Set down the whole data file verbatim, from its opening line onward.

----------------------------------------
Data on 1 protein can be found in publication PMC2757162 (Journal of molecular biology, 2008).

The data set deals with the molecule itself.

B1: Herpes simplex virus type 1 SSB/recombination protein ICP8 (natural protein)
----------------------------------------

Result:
Data on 1 protein can be found in publication PMC2757162 (Journal of molecular biology, 2008).

The data set deals with the molecule itself.

B1: Herpes simplex virus type 1 SSB/recombination protein ICP8 (natural protein)